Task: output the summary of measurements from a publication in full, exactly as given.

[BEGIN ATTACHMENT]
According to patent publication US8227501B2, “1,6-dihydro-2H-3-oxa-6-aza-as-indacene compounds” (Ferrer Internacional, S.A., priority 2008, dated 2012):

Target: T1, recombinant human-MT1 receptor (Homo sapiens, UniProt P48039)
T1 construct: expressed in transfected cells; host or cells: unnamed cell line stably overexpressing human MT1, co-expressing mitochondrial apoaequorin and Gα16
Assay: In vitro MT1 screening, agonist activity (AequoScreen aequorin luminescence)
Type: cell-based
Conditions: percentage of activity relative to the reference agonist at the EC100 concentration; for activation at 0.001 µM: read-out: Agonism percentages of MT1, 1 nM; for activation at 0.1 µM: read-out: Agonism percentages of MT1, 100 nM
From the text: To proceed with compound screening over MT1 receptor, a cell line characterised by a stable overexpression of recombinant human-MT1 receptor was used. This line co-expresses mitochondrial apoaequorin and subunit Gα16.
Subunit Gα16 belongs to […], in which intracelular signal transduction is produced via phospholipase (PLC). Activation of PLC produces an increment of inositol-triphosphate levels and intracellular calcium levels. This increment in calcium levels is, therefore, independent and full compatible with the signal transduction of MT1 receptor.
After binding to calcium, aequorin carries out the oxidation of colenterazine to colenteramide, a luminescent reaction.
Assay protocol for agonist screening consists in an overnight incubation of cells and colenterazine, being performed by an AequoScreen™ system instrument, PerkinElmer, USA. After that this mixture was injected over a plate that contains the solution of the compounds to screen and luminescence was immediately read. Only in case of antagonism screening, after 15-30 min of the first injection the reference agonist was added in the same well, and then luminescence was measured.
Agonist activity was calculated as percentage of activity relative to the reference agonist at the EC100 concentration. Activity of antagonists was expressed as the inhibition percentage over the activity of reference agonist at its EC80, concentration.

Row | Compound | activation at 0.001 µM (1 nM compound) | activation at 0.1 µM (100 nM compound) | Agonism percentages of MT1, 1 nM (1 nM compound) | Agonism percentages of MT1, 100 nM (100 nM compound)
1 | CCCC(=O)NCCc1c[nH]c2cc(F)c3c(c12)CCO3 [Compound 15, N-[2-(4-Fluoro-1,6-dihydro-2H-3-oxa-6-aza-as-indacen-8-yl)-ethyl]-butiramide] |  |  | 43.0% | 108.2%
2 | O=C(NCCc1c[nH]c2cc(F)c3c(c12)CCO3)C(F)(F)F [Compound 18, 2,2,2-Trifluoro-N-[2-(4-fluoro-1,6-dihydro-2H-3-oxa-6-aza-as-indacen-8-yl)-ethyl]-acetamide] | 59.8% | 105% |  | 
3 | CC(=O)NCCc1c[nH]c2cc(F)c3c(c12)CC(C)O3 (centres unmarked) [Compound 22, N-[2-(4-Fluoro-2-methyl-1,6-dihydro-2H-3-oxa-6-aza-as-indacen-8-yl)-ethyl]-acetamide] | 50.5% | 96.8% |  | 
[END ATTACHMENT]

According to patent publication US8227501B2, “1,6-dihydro-2H-3-oxa-6-aza-as-indacene compounds” (Ferrer Internacional, S.A., priority 2008, dated 2012):

Target: T1, recombinant human-MT1 receptor (Homo sapiens, UniProt P48039)
T1 construct: expressed in transfected cells; host or cells: unnamed cell line stably overexpressing human MT1, co-expressing mitochondrial apoaequorin and Gα16
Assay: In vitro MT1 screening, agonist activity (AequoScreen aequorin luminescence)
Type: cell-based
Conditions: percentage of activity relative to the reference agonist at the EC100 concentration; for activation at 0.001 µM: read-out: Agonism percentages of MT1, 1 nM; for activation at 0.1 µM: read-out: Agonism percentages of MT1, 100 nM
From the text: To proceed with compound screening over MT1 receptor, a cell line characterised by a stable overexpression of recombinant human-MT1 receptor was used. This line co-expresses mitochondrial apoaequorin and subunit Gα16.
Subunit Gα16 belongs to […], in which intracelular signal transduction is produced via phospholipase (PLC). Activation of PLC produces an increment of inositol-triphosphate levels and intracellular calcium levels. This increment in calcium levels is, therefore, independent and full compatible with the signal transduction of MT1 receptor.
After binding to calcium, aequorin carries out the oxidation of colenterazine to colenteramide, a luminescent reaction.
Assay protocol for agonist screening consists in an overnight incubation of cells and colenterazine, being performed by an AequoScreen™ system instrument, PerkinElmer, USA. After that this mixture was injected over a plate that contains the solution of the compounds to screen and luminescence was immediately read. Only in case of antagonism screening, after 15-30 min of the first injection the reference agonist was added in the same well, and then luminescence was measured.
Agonist activity was calculated as percentage of activity relative to the reference agonist at the EC100 concentration. Activity of antagonists was expressed as the inhibition percentage over the activity of reference agonist at its EC80, concentration.

Row | Compound | activation at 0.001 µM (1 nM compound) | activation at 0.1 µM (100 nM compound) | Agonism percentages of MT1, 1 nM (1 nM compound) | Agonism percentages of MT1, 100 nM (100 nM compound)
1 | CCCC(=O)NCCc1c[nH]c2cc(F)c3c(c12)CCO3 [Compound 15, N-[2-(4-Fluoro-1,6-dihydro-2H-3-oxa-6-aza-as-indacen-8-yl)-ethyl]-butiramide] |  |  | 43.0% | 108.2%
2 | O=C(NCCc1c[nH]c2cc(F)c3c(c12)CCO3)C(F)(F)F [Compound 18, 2,2,2-Trifluoro-N-[2-(4-fluoro-1,6-dihydro-2H-3-oxa-6-aza-as-indacen-8-yl)-ethyl]-acetamide] | 59.8% | 105% |  | 
3 | CC(=O)NCCc1c[nH]c2cc(F)c3c(c12)CC(C)O3 (centres unmarked) [Compound 22, N-[2-(4-Fluoro-2-methyl-1,6-dihydro-2H-3-oxa-6-aza-as-indacen-8-yl)-ethyl]-acetamide] | 50.5% | 96.8% |  | 